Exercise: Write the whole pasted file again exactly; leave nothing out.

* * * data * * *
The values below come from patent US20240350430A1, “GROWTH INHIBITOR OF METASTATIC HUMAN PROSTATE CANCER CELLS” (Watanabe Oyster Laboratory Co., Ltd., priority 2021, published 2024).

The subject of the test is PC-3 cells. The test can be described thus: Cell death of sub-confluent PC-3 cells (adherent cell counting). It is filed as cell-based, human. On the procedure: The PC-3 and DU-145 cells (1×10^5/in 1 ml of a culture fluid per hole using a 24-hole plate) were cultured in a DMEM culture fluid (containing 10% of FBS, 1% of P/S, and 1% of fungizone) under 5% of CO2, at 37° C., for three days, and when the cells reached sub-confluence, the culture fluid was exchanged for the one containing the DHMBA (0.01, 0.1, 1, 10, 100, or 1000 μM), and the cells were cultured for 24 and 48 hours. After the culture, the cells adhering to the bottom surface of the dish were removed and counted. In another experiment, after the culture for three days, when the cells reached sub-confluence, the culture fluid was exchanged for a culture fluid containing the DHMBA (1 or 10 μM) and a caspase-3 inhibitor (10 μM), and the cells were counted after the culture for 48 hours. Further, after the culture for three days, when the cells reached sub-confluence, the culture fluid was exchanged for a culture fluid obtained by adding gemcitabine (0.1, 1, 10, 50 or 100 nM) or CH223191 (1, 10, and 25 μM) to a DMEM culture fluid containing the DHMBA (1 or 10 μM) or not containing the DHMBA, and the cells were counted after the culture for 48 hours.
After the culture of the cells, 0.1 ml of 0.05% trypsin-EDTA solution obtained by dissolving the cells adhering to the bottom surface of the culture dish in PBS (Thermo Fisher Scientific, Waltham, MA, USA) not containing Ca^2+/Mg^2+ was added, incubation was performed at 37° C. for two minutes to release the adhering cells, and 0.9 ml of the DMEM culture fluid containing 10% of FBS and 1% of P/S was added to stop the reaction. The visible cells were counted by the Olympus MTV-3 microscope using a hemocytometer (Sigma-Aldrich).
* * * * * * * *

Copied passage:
The values below come from patent US20240350430A1, “GROWTH INHIBITOR OF METASTATIC HUMAN PROSTATE CANCER CELLS” (Watanabe Oyster Laboratory Co., Ltd., priority 2021, published 2024).

The subject of the test is PC-3 cells. The test can be described thus: Cell death of sub-confluent PC-3 cells (adherent cell counting). It is filed as cell-based, human. On the procedure: The PC-3 and DU-145 cells (1×10^5/in 1 ml of a culture fluid per hole using a 24-hole plate) were cultured in a DMEM culture fluid (containing 10% of FBS, 1% of P/S, and 1% of fungizone) under 5% of CO2, at 37° C., for three days, and when the cells reached sub-confluence, the culture fluid was exchanged for the one containing the DHMBA (0.01, 0.1, 1, 10, 100, or 1000 μM), and the cells were cultured for 24 and 48 hours. After the culture, the cells adhering to the bottom surface of the dish were removed and counted. In another experiment, after the culture for three days, when the cells reached sub-confluence, the culture fluid was exchanged for a culture fluid containing the DHMBA (1 or 10 μM) and a caspase-3 inhibitor (10 μM), and the cells were counted after the culture for 48 hours. Further, after the culture for three days, when the cells reached sub-confluence, the culture fluid was exchanged for a culture fluid obtained by adding gemcitabine (0.1, 1, 10, 50 or 100 nM) or CH223191 (1, 10, and 25 μM) to a DMEM culture fluid containing the DHMBA (1 or 10 μM) or not containing the DHMBA, and the cells were counted after the culture for 48 hours.
After the culture of the cells, 0.1 ml of 0.05% trypsin-EDTA solution obtained by dissolving the cells adhering to the bottom surface of the culture dish in PBS (Thermo Fisher Scientific, Waltham, MA, USA) not containing Ca^2+/Mg^2+ was added, incubation was performed at 37° C. for two minutes to release the adhering cells, and 0.9 ml of the DMEM culture fluid containing 10% of FBS and 1% of P/S was added to stop the reaction. The visible cells were counted by the Olympus MTV-3 microscope using a hemocytometer (Sigma-Aldrich).